GPS has become ubiquitous technology that provides real-time positioning, navigation and timing (PNT) data in cars, boats, planes, trains, smartphones and wristwatches, and has enabled advances as wide-ranging as driverless cars, precision munitions, and automated supply chain management. Phones and other GPS-enabled devices pinpoint your location on Earth by contacting at least four satellites bearing atomic clocks. Each of these satellites provides a time stamp, and the system calculates your location based on the relative differences among those times.
The atomic clocks used on today’s satellites are based on natural oscillation of the cesium atom — a frequency in the microwave region of the electromagnetic spectrum. Atomic clocks are extremely accurate because they are based on natural and universal atom vibrations. However, even the best atomic microwave clocks can still accumulate an error of about 1 nanosecond over a month. The accuracy of GPS Navigation is primary degraded due to Earth’s ionosphere, which interferes with the timing signals as they commute from a satellite to your GPS receiver. But the second biggest contribution of error comes from the stability of the clocks onboard the GPS satellites.
Now, scientists in China have successfully demonstrated a cold atom clock in space, an achievement that could lead to more accurate terrestrial timekeeping and better tests of fundamental physics. The device, called Cacs, or Cold Atomic Clock in Space, was launched in Sep 2017 along with other instruments of the Tiangong-2, China’s second orbital lab. According to the South China Morning Post, it will slow down by only one second in a billion years. In comparison, the NIST-F2 atomic clock, which serves as the United States’ primary time and frequency standard, loses a second every 300 million years.
“It is the world’s first cold atomic clock to operate in space … it will have military and civilian applications,” said Professor Xu Zhen, a scientist involved with the Cacs project.
China’s Beidou satellite navigation network currently provides less precise guidance than the US GPS system, but Xu said that using Cacs as a time reference in space would give a “significant boost” to Beidou’s performance.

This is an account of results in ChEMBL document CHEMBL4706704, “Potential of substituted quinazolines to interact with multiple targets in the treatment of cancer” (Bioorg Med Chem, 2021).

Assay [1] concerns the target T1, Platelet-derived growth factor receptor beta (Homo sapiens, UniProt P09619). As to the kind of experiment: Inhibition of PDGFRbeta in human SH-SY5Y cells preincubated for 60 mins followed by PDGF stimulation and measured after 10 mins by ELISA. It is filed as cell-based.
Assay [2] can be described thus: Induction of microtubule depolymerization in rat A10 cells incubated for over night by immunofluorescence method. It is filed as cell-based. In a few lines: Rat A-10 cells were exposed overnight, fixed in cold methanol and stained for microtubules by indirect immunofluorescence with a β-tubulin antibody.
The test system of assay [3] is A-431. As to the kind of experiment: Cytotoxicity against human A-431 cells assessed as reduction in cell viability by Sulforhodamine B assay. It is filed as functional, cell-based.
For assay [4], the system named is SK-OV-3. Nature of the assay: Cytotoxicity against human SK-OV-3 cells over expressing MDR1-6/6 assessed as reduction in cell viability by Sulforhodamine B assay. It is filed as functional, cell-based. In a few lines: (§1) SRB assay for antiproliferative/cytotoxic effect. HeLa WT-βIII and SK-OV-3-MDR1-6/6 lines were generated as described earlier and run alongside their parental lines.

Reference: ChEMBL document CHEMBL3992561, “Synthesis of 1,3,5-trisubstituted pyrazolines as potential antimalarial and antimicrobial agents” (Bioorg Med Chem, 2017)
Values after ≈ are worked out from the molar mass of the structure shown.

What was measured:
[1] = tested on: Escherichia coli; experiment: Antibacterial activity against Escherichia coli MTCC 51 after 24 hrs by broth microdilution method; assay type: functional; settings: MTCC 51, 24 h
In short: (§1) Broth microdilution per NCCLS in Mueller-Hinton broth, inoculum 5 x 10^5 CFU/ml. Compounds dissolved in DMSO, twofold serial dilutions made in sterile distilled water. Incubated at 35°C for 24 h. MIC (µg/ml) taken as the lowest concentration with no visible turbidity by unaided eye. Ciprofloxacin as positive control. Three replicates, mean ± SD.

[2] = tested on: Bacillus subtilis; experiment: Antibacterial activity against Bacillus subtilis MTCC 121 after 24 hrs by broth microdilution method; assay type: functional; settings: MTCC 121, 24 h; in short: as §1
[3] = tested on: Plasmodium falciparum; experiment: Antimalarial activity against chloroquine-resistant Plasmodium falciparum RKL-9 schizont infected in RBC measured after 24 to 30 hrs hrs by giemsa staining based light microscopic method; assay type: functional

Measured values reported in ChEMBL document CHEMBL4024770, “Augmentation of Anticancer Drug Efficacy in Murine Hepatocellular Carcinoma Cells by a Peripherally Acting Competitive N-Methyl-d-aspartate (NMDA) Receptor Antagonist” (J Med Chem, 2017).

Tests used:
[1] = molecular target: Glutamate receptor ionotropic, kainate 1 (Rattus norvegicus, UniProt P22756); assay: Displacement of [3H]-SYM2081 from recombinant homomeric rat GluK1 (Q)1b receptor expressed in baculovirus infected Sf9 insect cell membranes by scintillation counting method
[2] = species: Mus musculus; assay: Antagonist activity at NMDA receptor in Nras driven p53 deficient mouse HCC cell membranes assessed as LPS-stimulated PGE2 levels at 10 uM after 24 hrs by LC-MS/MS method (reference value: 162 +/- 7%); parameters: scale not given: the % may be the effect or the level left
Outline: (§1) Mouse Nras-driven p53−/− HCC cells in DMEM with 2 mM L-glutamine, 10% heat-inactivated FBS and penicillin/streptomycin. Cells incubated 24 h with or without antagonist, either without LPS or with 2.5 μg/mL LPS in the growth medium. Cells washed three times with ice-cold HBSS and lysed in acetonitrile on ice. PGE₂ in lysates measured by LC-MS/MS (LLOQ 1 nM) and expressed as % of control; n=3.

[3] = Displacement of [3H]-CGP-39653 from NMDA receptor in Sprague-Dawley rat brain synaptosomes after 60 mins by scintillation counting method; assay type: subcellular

China’s atomic clock passes space test
An atomic clock uses vibrations of atoms to measure time, which are very consistent as long as the atoms are held at constant temperature. In fact, since 1967 the definition of second has been “9,192,631,770 vibrations of a cesium-133 atom.”
In a cold atomic clock, the atoms are cooled down with a laser to decrease the effect of atom movement on the measurements. Cacs goes even further and eliminates the pull of Earth’s gravity by being based in orbit. Chinese engineers had to miniaturize their device so that it could be sent into space. It can fit in a car trunk, while the NIST-F2, along with all its support equipment, is about the size of a room.
The Cold Atom Clock Experiment in Space (CACES) involves trapping, cooling, and probing rubidium atoms within a box that could fit in the trunk of a car. In orbit at an altitude of 400 kilometers, the experiment was launched on board China’s Tiangong-2 space laboratory last September. Now, a year later, it is performing just as expected, according to a paper posted to the arXiv server by scientists at the Chinese Academy of Sciences’s Shanghai Institute of Optics and Fine Mechanics.
Cacs was launched before the European Space Agency could place their atomic clock, the Pharao, in orbit, which is scheduled to be launched next year. The US abandoned a similar project due to budgetary cuts. Unlike Pharao, which uses the traditional design with cesium atoms, the Chinese clock uses rubidium atoms. Developers say the element offers better performance in terms of accuracy and reliability.